Midnight in Paris

Originally published at X-Media Online

Woody Allen’s latest babbling love letter, whilst slow at times, takes you on an enchanting and enlightening journey at Exeter’s delightfully intimate Picturehouse.

I am far from well versed in Allen’s CV but anyone with a set of eyes and ears can’t have escaped the fact that a cinematic legend has become a running joke in recent years. And yet Midnight in Paris has been championed loudly as a possible comeback since Cannes, even more so than 2008’s Vicky Cristina Barcelona, which featured a sizzling kiss between Penelope Cruz and Scarlett Johansson.

There’s no explosive passion of that kind in this film, despite appearances from beauties Rachel McAdams and Marion Cotillard. In fact the sex appeal is of a different nature altogether. Allen lays the seductiveness of the Parisian streets on thick, as you might expect from the title. But then there’s also the exotic charm of what happens to Owen Wilson’s unfulfilled scriptwriter Gil, surely a character embodying Allen’s disgust with his own decline, on his aimless midnight wanderings.

Inexplicably Gil is whisked back in time to the city in the 1920s, an era he views as a deliciously unobtainable “Golden Age”. American literary greats, from Tom Hiddleston’s F.Scott Fitzgerald to Corey Stoll’s hilariously frank Ernest Hemingway, inhabit the nightspots acting droll and generally genius. The beautiful women that were the muses of Picasso and Adrien Brody’s rhinoceros obsessed Salvador Dali dance and sip cocktails in the moonlight.

Allen makes no attempt to ask how Gil finds himself partying in the past, nor does he question whether it’s all a concoction of his stifled imagination. Instead the film focuses on the dangers of living your life longing to be a part of history that’s already been made. Sure the 21st century can be dull and depressingly devoid of truths to discover but what’s the point of clinging to nostalgia?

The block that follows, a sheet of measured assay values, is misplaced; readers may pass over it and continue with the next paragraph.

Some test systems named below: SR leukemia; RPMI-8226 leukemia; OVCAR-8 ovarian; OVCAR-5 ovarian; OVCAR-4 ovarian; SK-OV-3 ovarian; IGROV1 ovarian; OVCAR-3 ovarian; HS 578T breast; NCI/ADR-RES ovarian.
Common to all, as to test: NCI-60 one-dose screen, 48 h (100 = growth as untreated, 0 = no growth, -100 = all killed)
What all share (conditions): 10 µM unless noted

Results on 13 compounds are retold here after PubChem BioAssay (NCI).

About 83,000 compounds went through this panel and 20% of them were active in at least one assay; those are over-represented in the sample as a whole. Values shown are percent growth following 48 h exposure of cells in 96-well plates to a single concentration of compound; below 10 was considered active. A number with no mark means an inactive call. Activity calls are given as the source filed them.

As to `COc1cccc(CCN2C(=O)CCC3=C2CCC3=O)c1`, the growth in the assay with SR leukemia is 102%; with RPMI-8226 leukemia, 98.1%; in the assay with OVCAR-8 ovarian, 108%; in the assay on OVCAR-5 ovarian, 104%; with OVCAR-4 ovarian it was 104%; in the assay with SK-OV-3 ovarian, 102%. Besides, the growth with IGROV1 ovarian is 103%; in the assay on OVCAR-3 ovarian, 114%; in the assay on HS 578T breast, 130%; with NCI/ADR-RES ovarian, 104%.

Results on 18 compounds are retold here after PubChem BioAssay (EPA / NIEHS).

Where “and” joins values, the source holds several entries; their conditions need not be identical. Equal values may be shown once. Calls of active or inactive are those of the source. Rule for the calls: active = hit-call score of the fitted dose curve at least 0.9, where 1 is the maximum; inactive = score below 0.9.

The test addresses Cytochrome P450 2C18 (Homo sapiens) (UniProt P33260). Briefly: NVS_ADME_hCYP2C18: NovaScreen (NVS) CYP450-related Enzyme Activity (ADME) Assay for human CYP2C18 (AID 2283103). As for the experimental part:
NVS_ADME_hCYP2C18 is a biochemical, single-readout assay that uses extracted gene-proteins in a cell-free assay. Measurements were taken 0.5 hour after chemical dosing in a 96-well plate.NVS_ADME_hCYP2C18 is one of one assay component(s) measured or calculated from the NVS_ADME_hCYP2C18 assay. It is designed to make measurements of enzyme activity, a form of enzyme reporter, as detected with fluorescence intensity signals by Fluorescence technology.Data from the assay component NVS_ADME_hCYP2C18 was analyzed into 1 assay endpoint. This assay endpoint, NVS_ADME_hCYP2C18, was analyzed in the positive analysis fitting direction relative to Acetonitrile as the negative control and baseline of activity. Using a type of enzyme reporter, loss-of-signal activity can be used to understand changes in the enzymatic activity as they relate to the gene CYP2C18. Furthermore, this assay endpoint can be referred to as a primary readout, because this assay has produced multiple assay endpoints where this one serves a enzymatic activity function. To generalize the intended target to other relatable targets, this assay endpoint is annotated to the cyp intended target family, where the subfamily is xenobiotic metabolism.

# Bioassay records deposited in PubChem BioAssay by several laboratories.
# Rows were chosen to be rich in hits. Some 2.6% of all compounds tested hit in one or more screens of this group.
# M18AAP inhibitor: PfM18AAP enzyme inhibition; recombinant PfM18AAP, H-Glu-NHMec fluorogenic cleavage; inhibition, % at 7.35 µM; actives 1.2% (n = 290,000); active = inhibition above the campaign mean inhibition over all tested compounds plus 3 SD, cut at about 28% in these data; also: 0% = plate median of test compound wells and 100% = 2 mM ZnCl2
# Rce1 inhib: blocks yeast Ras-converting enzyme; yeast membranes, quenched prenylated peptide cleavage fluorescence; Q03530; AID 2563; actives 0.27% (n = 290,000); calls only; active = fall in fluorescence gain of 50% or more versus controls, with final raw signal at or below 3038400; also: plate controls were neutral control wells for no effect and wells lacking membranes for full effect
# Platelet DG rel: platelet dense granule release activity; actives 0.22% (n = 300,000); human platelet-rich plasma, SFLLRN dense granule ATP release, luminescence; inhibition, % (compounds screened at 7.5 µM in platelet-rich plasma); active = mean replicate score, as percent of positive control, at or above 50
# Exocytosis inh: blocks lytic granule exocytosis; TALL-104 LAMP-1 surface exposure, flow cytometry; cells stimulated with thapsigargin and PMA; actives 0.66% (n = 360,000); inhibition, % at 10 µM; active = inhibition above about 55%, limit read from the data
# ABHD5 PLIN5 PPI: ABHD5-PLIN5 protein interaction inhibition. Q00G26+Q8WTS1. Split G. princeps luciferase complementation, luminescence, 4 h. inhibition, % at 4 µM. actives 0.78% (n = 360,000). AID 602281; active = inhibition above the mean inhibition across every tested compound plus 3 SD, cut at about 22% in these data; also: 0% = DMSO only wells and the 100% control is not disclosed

Gil thinks there are plenty of reasons. He wants to get the manuscript for his novel looked over by Hemingway and be inspired by TS Elliot. Does the film manage to make these 20th century icons into characters though? The answer is; a little. In reality they’re more like caricatures, with Fitzgerald spouting “old sport” like his famous Gatsby, Hemingway constantly spoiling for a fight and Dali little more than an oddball.

Ultimately it doesn’t matter that they lack depth. Midnight in Paris is a fantasy, full of irresistible fun. It’s slow at first but eventually Owen Wilson steams through a couple of fantastically funny scenes, supported by an impressively irritatingly Michael Sheen and others, including French first lady Carla Bruni.

I’ve often craved a more meaningful backdrop of Blitz spirit or Hollywood glamour. But in the end Allen’s uplifting message is simple. The past’s allure lies with its alien mystery. And the great figures of the past were only great because they chose to grasp the present in both hands; to seize the day.

My verdict: 3 out of 5 stars

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